communication systems, usually linked with the nature of alien cultures.
Messages in various of his stories are passed by masks, music, smells,
colours or signs. (A number of stories of this general type are discussed
under ANTHROPOLOGY.) Suzette Haden ELGIN is another writer whose stories
blend cultural anthropology with communication problems; she has a PhD in
linguistics. Naomi MITCHISON has written a notable book in this area,
MEMOIRS OF A SPACEWOMAN (1962), centred on a research worker whose job it
is to understand and if possible communicate with alien species;
Mitchison's aliens are more vivid and convincing than usual, perhaps
because of her background in BIOLOGY. Communication with aliens is, of
course, a popular theme in sf, and many books, such as Conscience
Interplanetary (1972) by Joseph GREEN, have dealt with it at a less
demanding level.Fred HOYLE has several times tackled the problem of
decoding alien messages, most interestingly in The Black Cloud (1957) but
also in A for Andromeda (1962), written with John ELLIOT. The latter story
tells of the cracking of a binary code picked up on a radio telescope and
its interpretation as instructions for building an artificial person. One
of the purest stories of this kind is James E. GUNN's The Listeners
(1972), which concentrates on the motivation behind attempts to pick up
messages from the stars, and brings in many questions of human
communication as well. Decoding alien communication also occurs in Michael
P. KUBE-MCDOWELL's debut novel Emprise (1985), a first-contact story, in
Carl SAGAN's bestselling Contact (1985) and in Jack MCDEVITT's The
Hercules Text (1986). Sagan's book has some good detail on the physics of
communication and contains the entertaining notion that hidden within the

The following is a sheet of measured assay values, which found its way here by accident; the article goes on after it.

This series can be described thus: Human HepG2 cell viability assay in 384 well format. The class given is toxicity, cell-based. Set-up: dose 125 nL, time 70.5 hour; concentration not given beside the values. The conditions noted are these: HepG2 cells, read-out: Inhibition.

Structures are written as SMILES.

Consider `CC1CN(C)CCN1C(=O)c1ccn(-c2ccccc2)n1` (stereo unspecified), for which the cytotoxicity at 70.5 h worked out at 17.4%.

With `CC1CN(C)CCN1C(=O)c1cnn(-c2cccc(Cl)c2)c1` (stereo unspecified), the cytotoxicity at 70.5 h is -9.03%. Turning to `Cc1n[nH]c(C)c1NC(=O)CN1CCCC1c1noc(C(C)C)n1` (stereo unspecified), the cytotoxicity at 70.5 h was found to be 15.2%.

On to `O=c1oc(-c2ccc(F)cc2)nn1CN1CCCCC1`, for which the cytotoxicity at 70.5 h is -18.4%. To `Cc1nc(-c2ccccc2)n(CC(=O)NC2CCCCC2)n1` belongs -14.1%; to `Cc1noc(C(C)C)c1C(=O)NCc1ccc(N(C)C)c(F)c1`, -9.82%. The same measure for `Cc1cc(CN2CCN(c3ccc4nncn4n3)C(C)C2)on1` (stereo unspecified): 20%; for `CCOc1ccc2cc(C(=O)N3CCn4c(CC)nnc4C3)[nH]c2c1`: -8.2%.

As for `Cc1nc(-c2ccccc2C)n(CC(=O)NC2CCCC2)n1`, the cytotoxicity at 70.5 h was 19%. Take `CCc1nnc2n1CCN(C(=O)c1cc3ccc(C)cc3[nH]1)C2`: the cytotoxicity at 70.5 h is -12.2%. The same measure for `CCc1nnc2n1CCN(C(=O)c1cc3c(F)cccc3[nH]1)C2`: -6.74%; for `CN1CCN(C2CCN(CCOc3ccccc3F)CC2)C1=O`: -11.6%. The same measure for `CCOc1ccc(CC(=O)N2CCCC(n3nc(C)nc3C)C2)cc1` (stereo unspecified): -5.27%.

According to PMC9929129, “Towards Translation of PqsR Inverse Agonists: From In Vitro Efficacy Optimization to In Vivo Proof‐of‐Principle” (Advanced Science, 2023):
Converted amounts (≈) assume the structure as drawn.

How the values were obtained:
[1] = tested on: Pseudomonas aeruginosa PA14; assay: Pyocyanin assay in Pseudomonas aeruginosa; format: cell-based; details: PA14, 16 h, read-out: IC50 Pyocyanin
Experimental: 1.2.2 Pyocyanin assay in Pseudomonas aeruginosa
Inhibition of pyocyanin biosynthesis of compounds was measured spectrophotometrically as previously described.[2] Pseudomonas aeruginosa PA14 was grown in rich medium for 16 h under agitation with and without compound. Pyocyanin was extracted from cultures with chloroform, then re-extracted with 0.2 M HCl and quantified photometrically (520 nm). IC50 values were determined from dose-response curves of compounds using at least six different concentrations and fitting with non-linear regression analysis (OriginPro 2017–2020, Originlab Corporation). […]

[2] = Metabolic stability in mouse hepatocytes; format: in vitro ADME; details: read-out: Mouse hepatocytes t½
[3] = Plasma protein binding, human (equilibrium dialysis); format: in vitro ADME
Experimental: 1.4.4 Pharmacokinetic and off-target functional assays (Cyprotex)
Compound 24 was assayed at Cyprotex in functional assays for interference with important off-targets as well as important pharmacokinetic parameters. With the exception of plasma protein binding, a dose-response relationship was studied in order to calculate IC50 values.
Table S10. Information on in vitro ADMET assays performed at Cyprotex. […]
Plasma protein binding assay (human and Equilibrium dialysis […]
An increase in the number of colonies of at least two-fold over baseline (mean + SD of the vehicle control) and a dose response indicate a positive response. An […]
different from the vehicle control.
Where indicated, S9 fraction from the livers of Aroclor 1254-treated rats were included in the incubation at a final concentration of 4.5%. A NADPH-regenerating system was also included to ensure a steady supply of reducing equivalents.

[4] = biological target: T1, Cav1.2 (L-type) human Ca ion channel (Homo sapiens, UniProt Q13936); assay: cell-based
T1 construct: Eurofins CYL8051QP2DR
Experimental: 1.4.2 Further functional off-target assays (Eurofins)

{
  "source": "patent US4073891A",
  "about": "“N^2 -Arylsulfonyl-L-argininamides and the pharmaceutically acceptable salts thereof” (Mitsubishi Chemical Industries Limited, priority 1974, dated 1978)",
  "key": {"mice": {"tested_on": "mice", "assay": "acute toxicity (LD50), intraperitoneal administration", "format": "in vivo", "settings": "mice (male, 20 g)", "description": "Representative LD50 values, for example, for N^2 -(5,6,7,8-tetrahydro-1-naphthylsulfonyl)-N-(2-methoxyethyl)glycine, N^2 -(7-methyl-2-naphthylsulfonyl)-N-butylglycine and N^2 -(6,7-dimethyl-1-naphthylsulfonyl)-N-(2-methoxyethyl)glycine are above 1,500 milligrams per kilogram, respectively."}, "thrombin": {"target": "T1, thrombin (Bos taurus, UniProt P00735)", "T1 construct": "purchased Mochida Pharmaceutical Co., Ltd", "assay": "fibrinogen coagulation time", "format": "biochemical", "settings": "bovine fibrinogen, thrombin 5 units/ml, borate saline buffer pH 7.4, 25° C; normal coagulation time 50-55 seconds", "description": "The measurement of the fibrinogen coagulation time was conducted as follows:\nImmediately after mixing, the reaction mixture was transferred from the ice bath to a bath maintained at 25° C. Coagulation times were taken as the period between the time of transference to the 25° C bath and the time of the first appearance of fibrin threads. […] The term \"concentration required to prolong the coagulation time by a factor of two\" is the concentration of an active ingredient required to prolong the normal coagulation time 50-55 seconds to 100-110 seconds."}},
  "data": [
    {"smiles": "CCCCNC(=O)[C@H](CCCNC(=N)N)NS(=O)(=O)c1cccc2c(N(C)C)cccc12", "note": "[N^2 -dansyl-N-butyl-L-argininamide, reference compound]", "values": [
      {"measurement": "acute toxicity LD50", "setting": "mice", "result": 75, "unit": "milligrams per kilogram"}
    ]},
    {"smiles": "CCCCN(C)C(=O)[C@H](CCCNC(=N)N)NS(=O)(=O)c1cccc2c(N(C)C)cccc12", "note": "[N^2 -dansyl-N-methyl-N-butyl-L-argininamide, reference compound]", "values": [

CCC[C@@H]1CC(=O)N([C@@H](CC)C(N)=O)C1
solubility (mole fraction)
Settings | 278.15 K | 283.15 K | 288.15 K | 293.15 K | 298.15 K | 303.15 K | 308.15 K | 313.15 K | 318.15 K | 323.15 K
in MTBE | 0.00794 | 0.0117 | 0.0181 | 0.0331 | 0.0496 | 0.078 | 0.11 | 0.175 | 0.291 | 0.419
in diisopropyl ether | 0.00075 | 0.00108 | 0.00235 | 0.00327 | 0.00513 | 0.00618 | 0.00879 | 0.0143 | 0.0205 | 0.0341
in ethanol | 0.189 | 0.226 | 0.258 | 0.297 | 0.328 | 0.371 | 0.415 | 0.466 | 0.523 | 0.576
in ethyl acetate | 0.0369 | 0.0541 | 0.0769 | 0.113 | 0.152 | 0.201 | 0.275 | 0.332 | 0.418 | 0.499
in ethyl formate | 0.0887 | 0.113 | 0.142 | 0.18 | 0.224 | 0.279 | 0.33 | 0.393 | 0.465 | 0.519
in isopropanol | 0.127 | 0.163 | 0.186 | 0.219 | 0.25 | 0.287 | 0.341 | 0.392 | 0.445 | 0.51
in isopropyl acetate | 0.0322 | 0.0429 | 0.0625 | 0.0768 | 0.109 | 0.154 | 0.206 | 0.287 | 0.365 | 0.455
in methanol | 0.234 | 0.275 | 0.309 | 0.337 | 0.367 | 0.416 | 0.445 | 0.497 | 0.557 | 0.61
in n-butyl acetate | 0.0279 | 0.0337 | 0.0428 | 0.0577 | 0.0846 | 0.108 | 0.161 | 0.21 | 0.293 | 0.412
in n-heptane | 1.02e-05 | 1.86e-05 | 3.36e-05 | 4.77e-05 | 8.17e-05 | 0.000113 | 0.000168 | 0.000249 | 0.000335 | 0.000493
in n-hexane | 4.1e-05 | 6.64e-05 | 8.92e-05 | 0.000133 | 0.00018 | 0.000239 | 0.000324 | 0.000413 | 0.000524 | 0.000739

number pi, with its endless succession of apparently random numbers after
the decimal point, is a message from the original geometers of the
Universe. This outdoes Kurt VONNEGUT Jr who, in THE SIRENS OF TITAN
(1959), reports the discovery that many great human events and artefacts
are in fact coded messages from the alien Tralfamadorians. Stonehenge,
when viewed from above and decoded, means "Replacement part being rushed
with all possible speed".Much closer to home, a popular theme has been
attempts to communicate with species on our own planet, notably in The Day
of the Dolphin (1967; trans 1969) by Robert MERLE and Clickwhistle (1973)
by William Jon WATKINS. Both of these owe much to the well known work
carried out by the scientist John Cunningham Lilly, author of The Mind of
the Dolphin: A Nonhuman Intelligence (1968). Ian WATSON adopts a rather
different method of cetacean communication in The Jonah Kit (1975) -
indeed, most of Watson's books dramatize methods of transcending the
limitations of spoken human communication.There are plenty of
communication problems in our own society, even without aliens. D.G.
COMPTON makes one of the best uses of a familiar idea in SYNTHAJOY (1968),
a well written and serious story about what happens when a machine is
built which records emotional experiences and can be plugged into other
minds. And, of course, there are many stories, both in the mainstream and
in sf - too many to list here - about the effect of DRUGS in assisting (or
militating against) genuine human communication.Some of the most
interesting sf communication stories are those which stress the ambiguity
that may be involved in interspecies communication. Three particularly
enigmatic novels on this theme are ROGUE MOON (1960) by Algis BUDRYS,
SOLARIS (1961 Poland; trans 1970) by Stanislaw LEM and Whipping Star
(1970) by Frank HERBERT. The Stanley KUBRICK film 2001: A SPACE ODYSSEY
(1968) also comes into this group. In ROGUE MOON a labyrinthine artefact,
apparently meaningful, is found on the Moon's surface. However, those who
walk through it, some penetrating further than others, have all died.
These slaughters may in one sense be acts of communication also; they are
given a number of human analogies by Budrys, who seems to see all
communication as fraught with difficulty. (Alien-artefact stories are
further discussed under BIG DUMB OBJECTS and DISCOVERY AND INVENTION.)
Lem's SOLARIS tells of the living planet of Solaris; humans in an orbital
laboratory hope to communicate with the (hypothetical) planetary
intelligence; when communication arrives it takes the form of replicating
figures from the scientists' subconscious minds. All efforts at